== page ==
Half term shenanigans

However you’re facing it, half term is often a logistical nightmare and you get by the best you can.

Half term


Is it half term already? How did that happen? It feels bizarrely as if Christmas was eons ago and yesterday all at the same time. Any sense of post-Christmas taking it easy went out the window after day one back at work. Half term arrives with both a sense of having not planned at all for it and one of relief that there’s no school run for a week.

Of course, half term with teenagers is way less taxing than with primary aged kids. They sleep most of the morning and only emerge to complain of a lack of food before settling down to wall to wall K-pop. It’s harder if you have younger people who get up at the crack of dawn and need to be entertained and kept off screens as much as is humanly possible. First-time parents tend to set fast and firm rules about things like screen time, sugar intake and all that stuff, which is noble. If you have more children, standards tend to drop somewhat because you’re so busy just keeping the whole family thing going that you don’t notice a nine year old helping themselves to the occasional packet of jammie dodgers…

In our house it is a full-time job keeping tabs on what is going on in people’s lives. One teenager might be online to Childline about school issues while the other is having panic attacks about Spanish subjunctives and the nine year old is branching out into editing websites while learning yoga poses.

Harry Potter

Half term allows some down time to research home yoga sessions on the internet and try to rally the rest of the crew to take part. Only son is also branching out into skipping and does a lightning speed criss cross thing which is amazing to behold. There’s inevitably a half-term project to complete based on Harry Potter. We’ve already made quidditch balls out of papier mache, but I deflated the balloons too quickly and the big ball – apparently called a quaffle – has imploded so we’re having to repeat the whole exercise. The only problem is we are currently looking after my mum’s cat while she is away and the living room, where the Harry Potter balls are drying, is the scene of the Great Cat War. My mum’s cat growls any time our cats come near, even though – or maybe especially because – our cats are her children. One of our cats has taken a great interest in the quaffle and keeps rubbing itself against it.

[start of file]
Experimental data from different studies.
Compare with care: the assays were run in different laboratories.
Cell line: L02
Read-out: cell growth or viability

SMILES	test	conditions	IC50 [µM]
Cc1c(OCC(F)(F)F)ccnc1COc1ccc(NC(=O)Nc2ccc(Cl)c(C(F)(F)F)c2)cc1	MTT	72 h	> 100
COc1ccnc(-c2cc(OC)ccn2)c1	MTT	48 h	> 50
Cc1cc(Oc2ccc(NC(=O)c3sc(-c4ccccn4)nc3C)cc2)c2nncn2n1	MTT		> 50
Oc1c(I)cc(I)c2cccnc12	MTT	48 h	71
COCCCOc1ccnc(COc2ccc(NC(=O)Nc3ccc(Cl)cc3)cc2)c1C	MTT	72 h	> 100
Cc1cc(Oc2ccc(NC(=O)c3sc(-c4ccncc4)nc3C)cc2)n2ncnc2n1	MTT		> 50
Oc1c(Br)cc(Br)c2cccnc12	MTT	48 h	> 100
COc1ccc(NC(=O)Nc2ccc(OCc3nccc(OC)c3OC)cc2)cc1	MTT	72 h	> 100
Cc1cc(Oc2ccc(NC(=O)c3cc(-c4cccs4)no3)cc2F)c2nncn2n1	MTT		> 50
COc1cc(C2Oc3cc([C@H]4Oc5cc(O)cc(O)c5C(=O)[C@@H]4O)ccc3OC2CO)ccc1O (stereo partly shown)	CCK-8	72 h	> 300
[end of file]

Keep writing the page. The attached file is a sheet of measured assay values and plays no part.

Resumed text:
My mum’s cat has arrived with a full array of posh sachet food and cheesy treats which the other cats are eyeing with some interest and a growing sense of injustice that somehow they are somehow in the wrong house.


And people think nothing much happens when you work from home. Lately I’ve been helping out a neighbour with a few things. She had the Virgin people fix her tv so I went over to let them in with my laptop. Then her son was off school and she wanted me to make sure he wasn’t sleeping the whole day so I tried my hardest to wake him up by throwing stones at his window and climbing over the fence into the back garden [nearly impaling myself on the wood]. A bit of a tall order trying to wake a teenager when you can’t get in the house. I failed.

Now that I work from home half term is much simpler than in the early days. I recall numerous tearful occasions of plonking children in half term clubs that they hated. The only one that was remotely successful was a drama one daughter one did with her friend and I never managed to get a friend to do a club with her again because they all had a patchwork of grandparents, relatives and friends who were covering or other clubs which catered to the needs of their other children because, of course, many clubs are narrowly focused on one age group or one interest and very usually only run from 10am to 3pm.

I’ve checked out all the information schools send home and the cut-to-the-bone local authorities’ Children and Families online listings. In the end, due to the cost when more than one child was involved I resorted to all manner of ways around half terms and holidays, including signing up for a vast array of free trials for clubs and I was lucky to have my amazing mum not far away. You have to get by how you can until there is general acknowledgement that this is a whole society issue and not just about the lifestyle choice of a few individuals. Happy half term!


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